European banks operating in India may soon find it difficult to operate viably unless the Reserve Bank of India (RBI) and Securities and Exchange Board of India (Sebi) are able to negotiate fresh terms with the European Securities and Markets Authority (ESMA) on oversight of counter-party institutions.
Earlier this week ESMA, the EU’s financial markets regulator and supervisor, said six of India’s central counterparties (CCPs) would be de-recognised in accordance with the European Market Infrastructure Regulation, following an assessment conducted by it. However, to mitigate the adverse impact on EU market participants, it has deferred implementing the decisions until April 30, 2023. Should the discussions fail, European banks may need to operate with levels of capital that are 40-50 times higher than what is required today.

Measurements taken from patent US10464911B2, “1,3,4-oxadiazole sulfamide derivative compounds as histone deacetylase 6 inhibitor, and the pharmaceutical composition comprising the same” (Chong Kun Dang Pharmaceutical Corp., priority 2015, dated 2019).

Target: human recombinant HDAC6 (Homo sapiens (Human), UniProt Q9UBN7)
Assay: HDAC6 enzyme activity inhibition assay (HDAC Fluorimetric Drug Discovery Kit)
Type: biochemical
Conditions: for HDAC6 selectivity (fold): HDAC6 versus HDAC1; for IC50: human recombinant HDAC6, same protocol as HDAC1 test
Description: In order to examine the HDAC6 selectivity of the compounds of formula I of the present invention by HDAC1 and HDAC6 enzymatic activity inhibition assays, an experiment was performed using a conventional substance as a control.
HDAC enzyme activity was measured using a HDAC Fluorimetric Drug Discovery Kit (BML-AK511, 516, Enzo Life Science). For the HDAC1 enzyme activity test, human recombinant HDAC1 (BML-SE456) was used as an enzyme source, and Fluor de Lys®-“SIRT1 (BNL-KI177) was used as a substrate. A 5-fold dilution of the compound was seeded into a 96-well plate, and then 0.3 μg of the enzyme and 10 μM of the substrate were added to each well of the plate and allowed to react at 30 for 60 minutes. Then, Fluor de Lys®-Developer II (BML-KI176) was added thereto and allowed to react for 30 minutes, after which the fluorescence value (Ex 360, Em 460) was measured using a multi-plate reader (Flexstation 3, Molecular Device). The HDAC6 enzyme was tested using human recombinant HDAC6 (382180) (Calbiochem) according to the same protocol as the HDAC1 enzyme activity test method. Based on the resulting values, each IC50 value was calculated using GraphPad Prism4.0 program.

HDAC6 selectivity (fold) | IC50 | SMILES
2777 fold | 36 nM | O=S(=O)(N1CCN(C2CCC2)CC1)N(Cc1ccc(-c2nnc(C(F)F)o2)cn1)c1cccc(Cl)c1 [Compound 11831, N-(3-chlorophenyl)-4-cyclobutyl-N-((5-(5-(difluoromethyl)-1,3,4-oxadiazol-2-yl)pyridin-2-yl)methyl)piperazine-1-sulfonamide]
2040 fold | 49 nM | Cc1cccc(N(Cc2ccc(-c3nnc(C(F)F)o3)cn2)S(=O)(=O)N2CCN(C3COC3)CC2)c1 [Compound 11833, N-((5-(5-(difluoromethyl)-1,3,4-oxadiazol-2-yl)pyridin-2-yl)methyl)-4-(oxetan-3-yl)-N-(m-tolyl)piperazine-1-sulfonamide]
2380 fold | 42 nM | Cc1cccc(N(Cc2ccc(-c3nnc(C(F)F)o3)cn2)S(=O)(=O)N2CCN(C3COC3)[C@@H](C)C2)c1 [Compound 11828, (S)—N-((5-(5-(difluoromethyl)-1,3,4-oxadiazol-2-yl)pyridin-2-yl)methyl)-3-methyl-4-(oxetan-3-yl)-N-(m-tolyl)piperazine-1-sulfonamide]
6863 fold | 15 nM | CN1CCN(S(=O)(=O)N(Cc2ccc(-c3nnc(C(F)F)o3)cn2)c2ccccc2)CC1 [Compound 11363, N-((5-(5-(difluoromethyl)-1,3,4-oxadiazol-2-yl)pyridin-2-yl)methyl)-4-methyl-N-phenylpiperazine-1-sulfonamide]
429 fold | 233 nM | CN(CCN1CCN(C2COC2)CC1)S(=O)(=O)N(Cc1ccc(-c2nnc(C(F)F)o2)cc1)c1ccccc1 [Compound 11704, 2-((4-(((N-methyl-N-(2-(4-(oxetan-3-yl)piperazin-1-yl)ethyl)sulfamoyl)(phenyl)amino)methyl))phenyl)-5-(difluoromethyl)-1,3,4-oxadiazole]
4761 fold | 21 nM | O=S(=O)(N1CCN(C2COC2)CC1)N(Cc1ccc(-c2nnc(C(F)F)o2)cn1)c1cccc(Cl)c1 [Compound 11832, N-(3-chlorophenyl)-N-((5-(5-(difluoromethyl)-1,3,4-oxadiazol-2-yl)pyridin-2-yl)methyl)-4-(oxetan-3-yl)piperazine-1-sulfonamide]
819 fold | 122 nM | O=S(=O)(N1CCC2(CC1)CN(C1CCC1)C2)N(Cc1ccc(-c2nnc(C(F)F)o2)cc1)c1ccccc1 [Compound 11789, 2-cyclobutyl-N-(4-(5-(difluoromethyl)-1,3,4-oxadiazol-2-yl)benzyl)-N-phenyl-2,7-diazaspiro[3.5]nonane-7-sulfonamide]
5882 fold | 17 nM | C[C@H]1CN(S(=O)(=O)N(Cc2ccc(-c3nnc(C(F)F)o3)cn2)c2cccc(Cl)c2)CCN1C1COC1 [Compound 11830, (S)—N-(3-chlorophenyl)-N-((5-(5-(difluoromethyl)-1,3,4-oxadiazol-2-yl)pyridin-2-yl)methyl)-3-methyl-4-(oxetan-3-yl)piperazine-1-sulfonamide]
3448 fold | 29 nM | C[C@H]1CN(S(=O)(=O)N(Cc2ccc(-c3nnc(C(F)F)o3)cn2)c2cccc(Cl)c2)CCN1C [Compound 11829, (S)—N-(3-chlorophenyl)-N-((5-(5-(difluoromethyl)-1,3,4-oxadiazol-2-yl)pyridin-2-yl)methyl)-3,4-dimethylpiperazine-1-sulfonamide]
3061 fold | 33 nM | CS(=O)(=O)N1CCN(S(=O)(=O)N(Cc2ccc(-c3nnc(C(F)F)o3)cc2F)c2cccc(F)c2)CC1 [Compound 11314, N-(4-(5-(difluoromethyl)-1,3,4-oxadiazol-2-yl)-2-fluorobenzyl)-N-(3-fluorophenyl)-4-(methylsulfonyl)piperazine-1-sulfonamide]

The six institutions on ESMA’s list are The Clearing Corporation of India (CCIL), supervised by RBI, Indian Clearing Corporation (ICCL), Multi Commodity Exchange Clearing (MCXCCL), and NSE Clearing (NSCCL), supervised by Sebi; India International Clearing Corporation (IFSC) (IICC) and the NSE IFSC Clearing Corporation (NICCL), supervised by the International Financial Services Centre Authority (IFSCA). FE